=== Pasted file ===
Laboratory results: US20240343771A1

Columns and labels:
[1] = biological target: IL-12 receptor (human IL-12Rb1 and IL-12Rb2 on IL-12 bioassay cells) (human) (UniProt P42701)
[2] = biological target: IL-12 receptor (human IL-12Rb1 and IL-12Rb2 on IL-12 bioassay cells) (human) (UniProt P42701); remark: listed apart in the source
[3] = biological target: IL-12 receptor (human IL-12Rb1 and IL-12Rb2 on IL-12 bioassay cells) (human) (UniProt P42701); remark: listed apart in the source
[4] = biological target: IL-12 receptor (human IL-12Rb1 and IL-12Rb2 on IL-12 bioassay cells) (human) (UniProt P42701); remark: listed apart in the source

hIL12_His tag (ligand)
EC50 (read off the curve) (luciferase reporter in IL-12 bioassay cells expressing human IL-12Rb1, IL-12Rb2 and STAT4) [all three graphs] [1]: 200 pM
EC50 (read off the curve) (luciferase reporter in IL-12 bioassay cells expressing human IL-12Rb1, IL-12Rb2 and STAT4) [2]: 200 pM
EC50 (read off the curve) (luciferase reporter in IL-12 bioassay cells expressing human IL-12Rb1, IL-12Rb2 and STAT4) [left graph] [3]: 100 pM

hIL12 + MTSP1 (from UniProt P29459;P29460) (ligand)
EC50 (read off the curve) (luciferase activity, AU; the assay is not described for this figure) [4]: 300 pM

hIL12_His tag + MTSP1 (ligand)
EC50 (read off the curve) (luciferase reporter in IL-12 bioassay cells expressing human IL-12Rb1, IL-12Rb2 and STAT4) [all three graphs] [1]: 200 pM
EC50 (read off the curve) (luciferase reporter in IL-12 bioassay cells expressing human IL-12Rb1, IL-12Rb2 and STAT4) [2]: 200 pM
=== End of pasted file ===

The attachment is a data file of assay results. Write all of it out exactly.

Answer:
Laboratory results: US20240343771A1

Columns and labels:
[1] = biological target: IL-12 receptor (human IL-12Rb1 and IL-12Rb2 on IL-12 bioassay cells) (human) (UniProt P42701)
[2] = biological target: IL-12 receptor (human IL-12Rb1 and IL-12Rb2 on IL-12 bioassay cells) (human) (UniProt P42701); remark: listed apart in the source
[3] = biological target: IL-12 receptor (human IL-12Rb1 and IL-12Rb2 on IL-12 bioassay cells) (human) (UniProt P42701); remark: listed apart in the source
[4] = biological target: IL-12 receptor (human IL-12Rb1 and IL-12Rb2 on IL-12 bioassay cells) (human) (UniProt P42701); remark: listed apart in the source

hIL12_His tag (ligand)
EC50 (read off the curve) (luciferase reporter in IL-12 bioassay cells expressing human IL-12Rb1, IL-12Rb2 and STAT4) [all three graphs] [1]: 200 pM
EC50 (read off the curve) (luciferase reporter in IL-12 bioassay cells expressing human IL-12Rb1, IL-12Rb2 and STAT4) [2]: 200 pM
EC50 (read off the curve) (luciferase reporter in IL-12 bioassay cells expressing human IL-12Rb1, IL-12Rb2 and STAT4) [left graph] [3]: 100 pM

hIL12 + MTSP1 (from UniProt P29459;P29460) (ligand)
EC50 (read off the curve) (luciferase activity, AU; the assay is not described for this figure) [4]: 300 pM

hIL12_His tag + MTSP1 (ligand)
EC50 (read off the curve) (luciferase reporter in IL-12 bioassay cells expressing human IL-12Rb1, IL-12Rb2 and STAT4) [all three graphs] [1]: 200 pM
EC50 (read off the curve) (luciferase reporter in IL-12 bioassay cells expressing human IL-12Rb1, IL-12Rb2 and STAT4) [2]: 200 pM